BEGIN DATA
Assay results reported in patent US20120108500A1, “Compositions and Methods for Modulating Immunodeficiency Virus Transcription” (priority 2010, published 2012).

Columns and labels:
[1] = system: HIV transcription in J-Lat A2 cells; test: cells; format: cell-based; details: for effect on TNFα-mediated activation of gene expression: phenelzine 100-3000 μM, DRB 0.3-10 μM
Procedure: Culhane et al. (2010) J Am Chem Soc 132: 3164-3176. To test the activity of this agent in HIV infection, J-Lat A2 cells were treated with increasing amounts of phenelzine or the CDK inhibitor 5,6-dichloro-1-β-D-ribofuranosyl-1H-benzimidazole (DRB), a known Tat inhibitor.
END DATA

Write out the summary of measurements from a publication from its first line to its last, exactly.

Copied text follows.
Assay results reported in patent US20120108500A1, “Compositions and Methods for Modulating Immunodeficiency Virus Transcription” (priority 2010, published 2012).

Columns and labels:
[1] = system: HIV transcription in J-Lat A2 cells; test: cells; format: cell-based; details: for effect on TNFα-mediated activation of gene expression: phenelzine 100-3000 μM, DRB 0.3-10 μM
Procedure: Culhane et al. (2010) J Am Chem Soc 132: 3164-3176. To test the activity of this agent in HIV infection, J-Lat A2 cells were treated with increasing amounts of phenelzine or the CDK inhibitor 5,6-dichloro-1-β-D-ribofuranosyl-1H-benzimidazole (DRB), a known Tat inhibitor.